Because you have an ongoing relationship, when a passenger starts to get loud and act out, you’re able to say “Hey, I see you. I hear you. I get that you’re upset. Let’s talk about it.” This is the foundation for healthy attachment, which starts with being seen, and then being validated for what is seen.3 In the same way you can work towards healthy attachment in your relationships with other people, you can also work towards internal healthy attachment with your passengers. (Ooh, I think I found the topic for my next blog post!)

A bonus reason for getting to know your passengers: Once you do, you can use the energy you've been spending pushing away, silencing, and trying to ignore your passengers, and instead put that energy towards the business of living. With your energy redirected, you’re able to more easily navigate your bus in a valued life direction, and work towards being the type of person you want to be and having the type of life you want to live. 

If you’re willing to spend more time getting to know your passengers, you can ask yourself a few additional questions:

  • Who are your loudest passengers? 

  • Who are your most persistent passengers? 

  • How old is a particular passenger (How long has it been around? What was happening in your life around the time it started showing up?)

  • What would you name your different passengers? You might have an Anxious Annie like I mentioned above, or an Insecure Isaac, or "the big gray blob that hangs out in my right shoulder."

  • What might that passenger need from your most grounded, compassionate self?

Here’s an example of how this could sound: 

One of my passengers says “you don’t have any friends.” When this passenger shows up, I feel tightness around my eyes, like I want to cry, and a heavy feeling in my chest. I imagine this passenger started showing up when I was around 7 and being bullied at school. For now I'm going to call her "Lonely Lisa." I think this passenger probably needs a responsible adult to ask her what’s going on, listen to her, comfort her, and protect her. So the next time I have the “I don’t have friends” thought, I’m going to try talking kindly to myself and doing something comforting.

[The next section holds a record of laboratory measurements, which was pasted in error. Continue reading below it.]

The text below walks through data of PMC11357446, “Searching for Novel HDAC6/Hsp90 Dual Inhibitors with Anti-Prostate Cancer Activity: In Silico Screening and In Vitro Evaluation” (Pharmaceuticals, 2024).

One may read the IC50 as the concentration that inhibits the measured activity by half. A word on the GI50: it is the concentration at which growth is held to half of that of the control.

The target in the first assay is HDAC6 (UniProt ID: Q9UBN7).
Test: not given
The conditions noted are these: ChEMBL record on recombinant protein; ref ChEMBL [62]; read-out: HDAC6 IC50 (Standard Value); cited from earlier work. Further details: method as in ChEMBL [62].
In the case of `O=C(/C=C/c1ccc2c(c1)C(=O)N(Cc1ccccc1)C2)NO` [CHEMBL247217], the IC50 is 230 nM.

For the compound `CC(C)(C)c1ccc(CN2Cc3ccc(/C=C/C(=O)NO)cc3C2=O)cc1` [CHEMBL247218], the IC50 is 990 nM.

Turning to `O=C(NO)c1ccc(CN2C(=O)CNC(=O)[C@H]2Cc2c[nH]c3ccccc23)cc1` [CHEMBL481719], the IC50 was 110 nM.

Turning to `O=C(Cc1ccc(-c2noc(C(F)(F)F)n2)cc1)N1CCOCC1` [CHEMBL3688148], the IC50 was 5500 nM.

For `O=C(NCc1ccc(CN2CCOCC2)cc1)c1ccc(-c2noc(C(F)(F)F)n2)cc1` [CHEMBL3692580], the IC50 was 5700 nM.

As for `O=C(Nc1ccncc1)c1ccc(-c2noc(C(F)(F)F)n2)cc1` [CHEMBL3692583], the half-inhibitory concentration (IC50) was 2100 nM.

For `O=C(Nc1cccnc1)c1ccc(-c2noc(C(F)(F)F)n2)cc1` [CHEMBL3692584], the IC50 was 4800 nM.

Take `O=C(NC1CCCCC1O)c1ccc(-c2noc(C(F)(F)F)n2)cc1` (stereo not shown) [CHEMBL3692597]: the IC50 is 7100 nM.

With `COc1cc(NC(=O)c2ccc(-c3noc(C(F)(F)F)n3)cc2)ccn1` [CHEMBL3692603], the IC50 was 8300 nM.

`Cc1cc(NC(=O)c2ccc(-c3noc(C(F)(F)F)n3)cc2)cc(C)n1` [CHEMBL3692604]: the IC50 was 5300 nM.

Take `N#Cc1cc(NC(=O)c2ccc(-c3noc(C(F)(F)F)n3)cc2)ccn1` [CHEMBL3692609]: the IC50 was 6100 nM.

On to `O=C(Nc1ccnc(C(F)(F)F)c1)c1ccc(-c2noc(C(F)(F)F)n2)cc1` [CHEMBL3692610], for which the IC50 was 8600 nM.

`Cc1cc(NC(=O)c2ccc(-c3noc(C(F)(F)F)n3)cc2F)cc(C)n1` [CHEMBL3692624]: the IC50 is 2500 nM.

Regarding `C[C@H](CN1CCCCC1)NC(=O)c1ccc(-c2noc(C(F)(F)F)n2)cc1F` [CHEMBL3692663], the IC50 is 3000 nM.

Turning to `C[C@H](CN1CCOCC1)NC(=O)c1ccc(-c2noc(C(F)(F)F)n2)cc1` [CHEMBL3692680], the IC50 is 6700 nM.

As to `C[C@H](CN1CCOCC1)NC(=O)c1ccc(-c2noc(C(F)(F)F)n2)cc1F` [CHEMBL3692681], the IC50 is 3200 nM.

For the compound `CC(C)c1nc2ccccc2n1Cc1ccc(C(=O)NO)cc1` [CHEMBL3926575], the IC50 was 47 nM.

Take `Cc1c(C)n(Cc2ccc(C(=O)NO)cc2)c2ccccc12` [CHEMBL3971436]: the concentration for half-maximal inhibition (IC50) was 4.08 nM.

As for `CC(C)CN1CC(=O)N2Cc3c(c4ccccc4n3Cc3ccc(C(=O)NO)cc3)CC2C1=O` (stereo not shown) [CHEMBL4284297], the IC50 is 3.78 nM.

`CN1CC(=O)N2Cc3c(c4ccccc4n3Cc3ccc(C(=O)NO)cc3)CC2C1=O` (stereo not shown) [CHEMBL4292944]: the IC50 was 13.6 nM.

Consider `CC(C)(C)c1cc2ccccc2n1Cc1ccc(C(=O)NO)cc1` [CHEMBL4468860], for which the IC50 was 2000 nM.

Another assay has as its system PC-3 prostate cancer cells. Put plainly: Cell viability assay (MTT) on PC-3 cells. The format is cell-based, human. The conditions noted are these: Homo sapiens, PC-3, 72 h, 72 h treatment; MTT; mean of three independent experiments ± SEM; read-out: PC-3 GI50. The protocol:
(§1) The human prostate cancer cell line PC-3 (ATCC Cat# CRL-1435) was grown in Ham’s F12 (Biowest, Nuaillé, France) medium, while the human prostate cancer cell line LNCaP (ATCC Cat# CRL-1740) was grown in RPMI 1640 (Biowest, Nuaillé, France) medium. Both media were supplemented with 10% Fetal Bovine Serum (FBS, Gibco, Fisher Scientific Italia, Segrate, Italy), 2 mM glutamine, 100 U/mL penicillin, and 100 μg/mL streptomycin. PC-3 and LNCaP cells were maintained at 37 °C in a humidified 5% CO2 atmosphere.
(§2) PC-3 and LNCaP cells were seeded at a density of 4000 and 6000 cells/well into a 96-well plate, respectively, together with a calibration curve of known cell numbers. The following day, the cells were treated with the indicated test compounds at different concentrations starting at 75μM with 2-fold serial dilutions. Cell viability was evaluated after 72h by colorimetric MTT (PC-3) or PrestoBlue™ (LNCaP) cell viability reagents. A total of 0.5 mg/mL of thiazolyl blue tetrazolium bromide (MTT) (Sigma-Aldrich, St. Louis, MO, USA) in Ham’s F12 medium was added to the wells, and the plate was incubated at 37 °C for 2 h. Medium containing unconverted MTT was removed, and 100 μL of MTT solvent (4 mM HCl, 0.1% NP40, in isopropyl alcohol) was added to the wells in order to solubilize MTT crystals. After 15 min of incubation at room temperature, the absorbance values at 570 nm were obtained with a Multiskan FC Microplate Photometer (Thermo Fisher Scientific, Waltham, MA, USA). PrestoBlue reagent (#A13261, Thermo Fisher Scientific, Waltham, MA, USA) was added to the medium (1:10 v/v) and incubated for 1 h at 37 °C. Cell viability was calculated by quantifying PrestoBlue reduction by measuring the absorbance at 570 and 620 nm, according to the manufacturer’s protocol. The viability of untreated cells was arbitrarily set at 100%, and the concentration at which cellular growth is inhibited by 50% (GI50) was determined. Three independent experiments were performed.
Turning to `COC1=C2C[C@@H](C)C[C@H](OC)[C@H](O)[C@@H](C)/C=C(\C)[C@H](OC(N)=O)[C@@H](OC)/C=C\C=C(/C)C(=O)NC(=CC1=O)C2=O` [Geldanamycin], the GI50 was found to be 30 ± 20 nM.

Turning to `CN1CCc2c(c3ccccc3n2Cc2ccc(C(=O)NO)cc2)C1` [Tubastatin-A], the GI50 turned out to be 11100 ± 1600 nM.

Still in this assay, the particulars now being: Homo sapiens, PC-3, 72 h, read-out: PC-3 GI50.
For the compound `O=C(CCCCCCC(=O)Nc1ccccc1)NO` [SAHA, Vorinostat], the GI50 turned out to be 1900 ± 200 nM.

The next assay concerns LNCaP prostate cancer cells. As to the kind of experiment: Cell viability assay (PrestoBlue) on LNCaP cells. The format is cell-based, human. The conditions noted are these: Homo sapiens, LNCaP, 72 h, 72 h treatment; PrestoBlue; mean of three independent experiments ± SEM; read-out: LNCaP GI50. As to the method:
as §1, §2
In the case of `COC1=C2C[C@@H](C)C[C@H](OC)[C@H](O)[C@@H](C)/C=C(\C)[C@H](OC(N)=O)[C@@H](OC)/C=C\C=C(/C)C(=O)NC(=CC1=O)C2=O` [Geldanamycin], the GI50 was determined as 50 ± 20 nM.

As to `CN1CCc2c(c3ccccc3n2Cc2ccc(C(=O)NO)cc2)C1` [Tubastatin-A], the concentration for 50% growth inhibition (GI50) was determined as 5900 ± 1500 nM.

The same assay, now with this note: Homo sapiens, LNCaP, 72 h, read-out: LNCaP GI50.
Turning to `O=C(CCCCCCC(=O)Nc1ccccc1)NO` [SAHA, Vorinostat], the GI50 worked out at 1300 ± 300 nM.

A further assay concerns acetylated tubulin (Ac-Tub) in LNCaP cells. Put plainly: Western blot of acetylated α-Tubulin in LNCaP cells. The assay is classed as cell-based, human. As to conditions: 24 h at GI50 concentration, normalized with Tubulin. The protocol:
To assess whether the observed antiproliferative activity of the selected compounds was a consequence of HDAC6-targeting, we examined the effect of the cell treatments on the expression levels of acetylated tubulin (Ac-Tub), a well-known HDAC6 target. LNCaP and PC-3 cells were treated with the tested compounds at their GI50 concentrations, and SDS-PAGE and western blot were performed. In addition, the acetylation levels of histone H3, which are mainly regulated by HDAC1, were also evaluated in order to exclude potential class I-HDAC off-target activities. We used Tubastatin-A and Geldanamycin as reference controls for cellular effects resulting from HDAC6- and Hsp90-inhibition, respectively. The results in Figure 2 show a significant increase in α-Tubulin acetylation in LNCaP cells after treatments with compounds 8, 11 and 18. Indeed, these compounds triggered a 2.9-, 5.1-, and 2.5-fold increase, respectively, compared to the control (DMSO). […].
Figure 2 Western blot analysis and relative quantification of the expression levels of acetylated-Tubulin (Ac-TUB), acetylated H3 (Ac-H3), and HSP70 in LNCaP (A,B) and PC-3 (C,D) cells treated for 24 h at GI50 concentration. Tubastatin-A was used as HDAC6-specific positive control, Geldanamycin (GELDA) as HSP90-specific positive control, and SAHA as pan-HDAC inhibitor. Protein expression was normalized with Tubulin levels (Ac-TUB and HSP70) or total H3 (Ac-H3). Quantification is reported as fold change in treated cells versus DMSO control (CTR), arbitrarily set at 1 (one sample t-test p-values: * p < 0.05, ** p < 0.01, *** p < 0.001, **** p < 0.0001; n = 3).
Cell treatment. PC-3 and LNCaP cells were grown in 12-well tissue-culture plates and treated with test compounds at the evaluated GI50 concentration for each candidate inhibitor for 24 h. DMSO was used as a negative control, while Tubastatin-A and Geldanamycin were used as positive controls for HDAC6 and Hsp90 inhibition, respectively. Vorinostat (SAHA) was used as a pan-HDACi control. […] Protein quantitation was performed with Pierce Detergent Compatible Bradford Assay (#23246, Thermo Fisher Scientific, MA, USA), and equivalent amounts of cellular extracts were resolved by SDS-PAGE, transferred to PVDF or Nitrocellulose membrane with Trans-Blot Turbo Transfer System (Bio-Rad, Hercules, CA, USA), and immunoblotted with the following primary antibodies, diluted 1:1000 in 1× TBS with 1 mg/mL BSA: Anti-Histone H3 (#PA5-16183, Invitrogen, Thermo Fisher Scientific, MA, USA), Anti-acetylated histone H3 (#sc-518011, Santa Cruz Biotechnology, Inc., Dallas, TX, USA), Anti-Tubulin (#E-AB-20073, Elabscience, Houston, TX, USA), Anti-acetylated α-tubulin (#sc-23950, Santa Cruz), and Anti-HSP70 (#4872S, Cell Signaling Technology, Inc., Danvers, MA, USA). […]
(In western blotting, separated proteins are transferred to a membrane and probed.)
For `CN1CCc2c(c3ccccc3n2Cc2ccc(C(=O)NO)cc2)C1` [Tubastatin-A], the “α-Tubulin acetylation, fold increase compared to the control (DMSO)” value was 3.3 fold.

In Internal Family Systems, the bus driver is akin to the Self (with a capital s). The Self has eight qualities—compassion, curiosity, courage, clarity, creativity, connected, confidence, and calm.In ACT, we call this the “observing self.” It’s the most grounded part of us, the part of us that can take a step back and view our internal world with compassion, curiosity, and flexibility. Getting in touch with our Self can help us to have a more generous, kind, and healthy relationship with our internal world and our passengers, ultimately leading to increased psychological flexibility (another ACT term). When we’re more psychologically flexible, we’re more able to approach life intentionally, and life becomes more rich and meaningful. 

Need help identifying your passengers and driving your life bus in a valued life direction? Schedule your complimentary 15 minute phone consultation with me today to learn more. 


1. “The Passengers on the Bus” metaphor was originally published by Hayes, Strosahl, and Wilson in 1999. Hayes, S. C., Strosahl, K. D., & Wilson, K. G. (1999). Acceptance and commitment therapy: An experiential approach to behavior change. Guilford Press.

2. This idea comes from Russ Harris’ Join the DOTS worksheet. DOTS is an acronym for distraction, opting out, thinking strategies, and self-harm/substances/other strategies. Copyright Russ Harris 2008. 

3. While I don’t remember the exact source, I have heard attachment framed in this way by Tara Brach, a Buddhist psychologist and meditation teacher. Her work can be found at, or in her books Radical Acceptance and Radical Compassion

4. Schwartz, R.C. (2019). Introduction to Internal Family Systems. Center for Self Leadership.